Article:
Gadhafi himself remained at large, a status that "almost doesn't matter," said the State Department's Jeffrey Feltman, assistant secretary of state for Near Eastern affairs.
"He has become, for all intents and purposes, part of Libya's past, and now people need to look to build Libya's better future," he said on ABC's "Good Morning America."
In Tripoli, there remained an air of apprehension about whether Gadhafi's four-decade stranglehold on the oil-rich North African nation had really come to an end. An employee answering the phones in Tripoli at the Veba Oil Co., a subsidiary of the National Oil Co. of Libya, said few people were at work Monday.
"Everybody stays in their homes, nobody goes out," said the man, who would not disclose his name for fear of retribution. "I hope it is good ... that things become better than before. I am a normal person, what I see in the street is that nobody can understand this. We hope it becomes like before."
The oil company employee said he didn't know the condition of export facilities or production and said those are questions Libyans are asking, too. But stable Internet and cellular telephone networks returned to the city Monday, said one resident of eastern Tripoli, Adel, who also declined to give his last name because of safety concerns.
"The families in Tripoli are celebrating the arrival of the rebels _ they have been terrorized and suppressed for months," he said. "Anyone who talked was arrested by the Gadhafi army and would disappear. We are finally breathing our freedom, God help us continue and reach our victory."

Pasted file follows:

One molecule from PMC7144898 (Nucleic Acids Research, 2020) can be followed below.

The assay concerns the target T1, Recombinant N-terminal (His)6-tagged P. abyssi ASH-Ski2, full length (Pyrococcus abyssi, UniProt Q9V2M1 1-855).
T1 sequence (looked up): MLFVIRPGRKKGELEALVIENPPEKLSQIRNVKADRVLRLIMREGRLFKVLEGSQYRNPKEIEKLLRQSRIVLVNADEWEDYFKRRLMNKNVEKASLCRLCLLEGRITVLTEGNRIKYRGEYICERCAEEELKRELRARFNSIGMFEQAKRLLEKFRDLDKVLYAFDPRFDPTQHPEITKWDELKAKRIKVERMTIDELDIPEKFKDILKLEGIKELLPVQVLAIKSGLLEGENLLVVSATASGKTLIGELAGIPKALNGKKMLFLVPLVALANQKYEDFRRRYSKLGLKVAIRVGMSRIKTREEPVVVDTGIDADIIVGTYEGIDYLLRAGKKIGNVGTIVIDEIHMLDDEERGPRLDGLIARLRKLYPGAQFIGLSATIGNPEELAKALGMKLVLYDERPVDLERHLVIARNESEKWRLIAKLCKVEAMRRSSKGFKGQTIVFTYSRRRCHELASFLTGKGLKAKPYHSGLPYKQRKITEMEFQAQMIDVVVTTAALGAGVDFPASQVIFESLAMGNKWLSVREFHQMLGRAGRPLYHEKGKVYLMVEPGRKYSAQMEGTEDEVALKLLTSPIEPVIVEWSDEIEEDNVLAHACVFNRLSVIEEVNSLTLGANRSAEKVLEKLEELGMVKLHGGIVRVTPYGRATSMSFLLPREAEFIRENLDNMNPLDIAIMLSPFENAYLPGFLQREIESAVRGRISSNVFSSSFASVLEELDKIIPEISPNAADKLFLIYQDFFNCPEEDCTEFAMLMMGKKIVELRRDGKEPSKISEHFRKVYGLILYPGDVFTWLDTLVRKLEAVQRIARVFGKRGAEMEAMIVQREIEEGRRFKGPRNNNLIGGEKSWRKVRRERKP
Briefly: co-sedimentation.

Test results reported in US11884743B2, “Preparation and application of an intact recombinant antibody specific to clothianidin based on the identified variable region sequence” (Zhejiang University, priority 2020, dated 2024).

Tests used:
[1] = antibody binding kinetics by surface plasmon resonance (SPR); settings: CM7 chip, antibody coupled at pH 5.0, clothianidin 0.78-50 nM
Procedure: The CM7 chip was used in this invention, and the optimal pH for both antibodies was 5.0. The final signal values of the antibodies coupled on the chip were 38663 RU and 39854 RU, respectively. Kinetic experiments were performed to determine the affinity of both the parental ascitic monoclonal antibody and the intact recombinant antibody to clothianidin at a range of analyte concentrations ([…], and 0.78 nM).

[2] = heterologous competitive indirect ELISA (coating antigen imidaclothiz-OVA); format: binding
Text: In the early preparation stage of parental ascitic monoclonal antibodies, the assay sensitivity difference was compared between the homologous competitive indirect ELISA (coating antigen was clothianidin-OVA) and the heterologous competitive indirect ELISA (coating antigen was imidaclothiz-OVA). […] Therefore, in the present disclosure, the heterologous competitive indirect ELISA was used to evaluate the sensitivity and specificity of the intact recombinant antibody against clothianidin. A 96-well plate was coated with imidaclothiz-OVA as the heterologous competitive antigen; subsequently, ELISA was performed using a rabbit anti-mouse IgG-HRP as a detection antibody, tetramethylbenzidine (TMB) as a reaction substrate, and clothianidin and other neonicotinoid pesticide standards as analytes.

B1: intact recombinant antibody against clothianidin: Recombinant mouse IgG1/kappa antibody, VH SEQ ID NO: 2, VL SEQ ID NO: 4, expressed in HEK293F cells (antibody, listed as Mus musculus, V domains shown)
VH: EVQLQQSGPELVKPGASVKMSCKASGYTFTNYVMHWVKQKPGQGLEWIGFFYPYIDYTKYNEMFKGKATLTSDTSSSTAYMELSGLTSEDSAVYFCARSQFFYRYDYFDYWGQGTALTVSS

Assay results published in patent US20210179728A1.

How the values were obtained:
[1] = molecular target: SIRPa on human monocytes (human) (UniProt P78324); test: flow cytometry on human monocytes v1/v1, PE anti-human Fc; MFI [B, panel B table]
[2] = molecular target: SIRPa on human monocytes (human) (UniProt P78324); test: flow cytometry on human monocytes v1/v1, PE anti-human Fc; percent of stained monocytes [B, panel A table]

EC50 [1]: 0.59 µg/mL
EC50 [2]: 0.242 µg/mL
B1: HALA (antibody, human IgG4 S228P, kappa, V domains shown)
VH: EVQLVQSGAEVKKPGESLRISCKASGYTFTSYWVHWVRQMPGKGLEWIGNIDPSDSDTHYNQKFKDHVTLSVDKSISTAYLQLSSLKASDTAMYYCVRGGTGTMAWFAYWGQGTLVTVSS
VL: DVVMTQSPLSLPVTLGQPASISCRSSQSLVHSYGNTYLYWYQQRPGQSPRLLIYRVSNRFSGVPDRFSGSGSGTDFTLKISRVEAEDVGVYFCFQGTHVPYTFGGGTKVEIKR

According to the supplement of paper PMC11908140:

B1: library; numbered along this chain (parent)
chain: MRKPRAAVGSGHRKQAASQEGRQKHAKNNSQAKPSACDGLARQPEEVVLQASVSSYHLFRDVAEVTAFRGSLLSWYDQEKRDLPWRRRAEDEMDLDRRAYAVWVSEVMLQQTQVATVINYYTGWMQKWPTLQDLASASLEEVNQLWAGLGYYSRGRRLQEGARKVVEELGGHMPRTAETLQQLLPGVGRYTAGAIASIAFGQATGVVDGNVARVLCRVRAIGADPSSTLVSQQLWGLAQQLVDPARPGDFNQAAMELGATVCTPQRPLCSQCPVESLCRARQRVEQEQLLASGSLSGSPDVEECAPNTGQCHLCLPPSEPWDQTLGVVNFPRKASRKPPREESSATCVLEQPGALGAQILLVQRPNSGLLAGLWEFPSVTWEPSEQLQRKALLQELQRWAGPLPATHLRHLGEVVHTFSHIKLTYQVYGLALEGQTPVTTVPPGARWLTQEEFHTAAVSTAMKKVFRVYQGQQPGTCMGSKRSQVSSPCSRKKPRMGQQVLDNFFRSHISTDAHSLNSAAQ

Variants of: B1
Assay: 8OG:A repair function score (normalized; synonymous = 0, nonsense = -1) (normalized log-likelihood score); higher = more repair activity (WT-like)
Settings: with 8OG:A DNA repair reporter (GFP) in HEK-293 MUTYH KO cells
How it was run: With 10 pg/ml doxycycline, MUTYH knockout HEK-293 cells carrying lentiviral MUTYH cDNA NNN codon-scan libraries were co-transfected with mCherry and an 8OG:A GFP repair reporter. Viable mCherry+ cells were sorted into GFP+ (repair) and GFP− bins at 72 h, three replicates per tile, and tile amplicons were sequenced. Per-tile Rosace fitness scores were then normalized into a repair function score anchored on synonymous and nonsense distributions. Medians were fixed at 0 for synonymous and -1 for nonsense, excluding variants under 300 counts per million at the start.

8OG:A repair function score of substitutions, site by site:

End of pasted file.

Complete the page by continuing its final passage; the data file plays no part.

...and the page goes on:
Obama urged rebel forces to respect law and human rights, a call echoed by the head of the National Transitional Council, Mustafa Abdul Jalil, who was Gadhafi's justice minister before defecting near the start of the uprising.
Secretary of State Hillary Clinton spoke Monday to Abdul Jalil about what the international community can do to assist Libyans in protecting civilians as well as providing key services, State Department spokeswoman Victoria Nuland said. Clinton and Abdul Jalil also spoke about the rebel council's efforts to assemble an inclusive government that will "foster peaceful reconciliation among all of Libya's people," Nuland said.
Abdul Jalil, who's expected to become Libya's new leader until elections are held, said he hoped that Gadhafi would be captured alive and given a fair trial. In a news conference in Benghazi, the rebels' eastern capital, he said even Libyans who'd previously withheld their support for the uprising would be welcomed as partners.
He urged holdouts to join the rebels' side, saying it was "better late than never." He also warned rebels against carrying out revenge attacks and said he'd resign if the opposition didn't follow the rule of law as they attempt to rebuild Libya.
"We are on the threshold of a new stage where we'll work to establish the principles of the revolution: freedom, democracy, justice, equality and transparency," he said.
American diplomats in Libya have apparently looked favorably on Abdul Jalil for years. Officials at Human Rights Watch told U.S. Embassy staff privately that he was "a proponent of the rule of law," according to a December 2009 cable from U.S. Ambassador Gene Cretz that was obtained by WikiLeaks.
(Bolstad and Youssef reported from Washington and special correspondent Sabry from Cairo. Hannah Allam in Cairo, Adam Sege in Washington and special correspondent Osama Alfitory in Djerba, Tunisia, also contributed.)